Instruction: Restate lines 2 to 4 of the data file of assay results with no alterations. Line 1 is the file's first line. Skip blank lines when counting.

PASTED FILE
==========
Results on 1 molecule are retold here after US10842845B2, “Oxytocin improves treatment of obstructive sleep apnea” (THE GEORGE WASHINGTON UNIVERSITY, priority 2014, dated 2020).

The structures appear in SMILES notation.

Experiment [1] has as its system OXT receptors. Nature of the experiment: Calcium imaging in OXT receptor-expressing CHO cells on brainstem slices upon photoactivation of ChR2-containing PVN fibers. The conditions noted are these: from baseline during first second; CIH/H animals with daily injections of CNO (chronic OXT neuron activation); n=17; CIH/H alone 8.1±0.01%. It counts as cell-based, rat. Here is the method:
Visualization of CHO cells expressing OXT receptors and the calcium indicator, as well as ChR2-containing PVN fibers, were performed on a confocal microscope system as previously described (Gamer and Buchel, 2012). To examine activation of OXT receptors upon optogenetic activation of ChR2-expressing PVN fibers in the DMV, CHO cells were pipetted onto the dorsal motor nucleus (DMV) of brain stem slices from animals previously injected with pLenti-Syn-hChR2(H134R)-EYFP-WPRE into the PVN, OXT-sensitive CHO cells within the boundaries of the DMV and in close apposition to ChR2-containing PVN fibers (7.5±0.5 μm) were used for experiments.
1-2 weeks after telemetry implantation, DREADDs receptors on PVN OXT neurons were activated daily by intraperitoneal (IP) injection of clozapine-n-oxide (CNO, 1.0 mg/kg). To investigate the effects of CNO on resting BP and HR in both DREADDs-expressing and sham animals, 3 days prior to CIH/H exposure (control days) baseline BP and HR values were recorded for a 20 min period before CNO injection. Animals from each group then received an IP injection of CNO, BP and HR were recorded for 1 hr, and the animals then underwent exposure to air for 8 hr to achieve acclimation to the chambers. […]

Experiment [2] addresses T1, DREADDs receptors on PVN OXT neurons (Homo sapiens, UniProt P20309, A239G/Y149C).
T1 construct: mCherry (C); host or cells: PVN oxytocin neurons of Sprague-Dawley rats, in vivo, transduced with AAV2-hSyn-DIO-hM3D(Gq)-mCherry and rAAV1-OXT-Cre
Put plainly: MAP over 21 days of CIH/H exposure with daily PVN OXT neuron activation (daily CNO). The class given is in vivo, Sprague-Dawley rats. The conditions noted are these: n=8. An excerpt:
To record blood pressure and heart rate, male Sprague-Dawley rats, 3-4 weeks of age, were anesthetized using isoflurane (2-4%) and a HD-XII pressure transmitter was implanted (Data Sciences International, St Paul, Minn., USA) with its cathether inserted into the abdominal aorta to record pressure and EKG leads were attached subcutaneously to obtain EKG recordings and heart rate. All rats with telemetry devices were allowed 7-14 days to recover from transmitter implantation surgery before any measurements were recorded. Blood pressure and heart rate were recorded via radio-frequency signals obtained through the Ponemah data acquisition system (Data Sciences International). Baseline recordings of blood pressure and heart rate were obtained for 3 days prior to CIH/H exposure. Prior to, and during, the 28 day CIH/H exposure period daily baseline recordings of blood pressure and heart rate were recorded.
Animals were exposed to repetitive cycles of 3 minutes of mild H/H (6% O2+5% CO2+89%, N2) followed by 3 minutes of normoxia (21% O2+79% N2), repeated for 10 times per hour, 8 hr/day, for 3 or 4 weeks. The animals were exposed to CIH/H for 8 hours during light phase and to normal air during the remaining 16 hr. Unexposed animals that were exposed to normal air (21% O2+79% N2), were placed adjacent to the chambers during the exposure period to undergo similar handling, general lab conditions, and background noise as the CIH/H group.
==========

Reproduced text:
The structures appear in SMILES notation.

Experiment [1] has as its system OXT receptors. Nature of the experiment: Calcium imaging in OXT receptor-expressing CHO cells on brainstem slices upon photoactivation of ChR2-containing PVN fibers. The conditions noted are these: from baseline during first second; CIH/H animals with daily injections of CNO (chronic OXT neuron activation); n=17; CIH/H alone 8.1±0.01%. It counts as cell-based, rat. Here is the method:
Visualization of CHO cells expressing OXT receptors and the calcium indicator, as well as ChR2-containing PVN fibers, were performed on a confocal microscope system as previously described (Gamer and Buchel, 2012). To examine activation of OXT receptors upon optogenetic activation of ChR2-expressing PVN fibers in the DMV, CHO cells were pipetted onto the dorsal motor nucleus (DMV) of brain stem slices from animals previously injected with pLenti-Syn-hChR2(H134R)-EYFP-WPRE into the PVN, OXT-sensitive CHO cells within the boundaries of the DMV and in close apposition to ChR2-containing PVN fibers (7.5±0.5 μm) were used for experiments.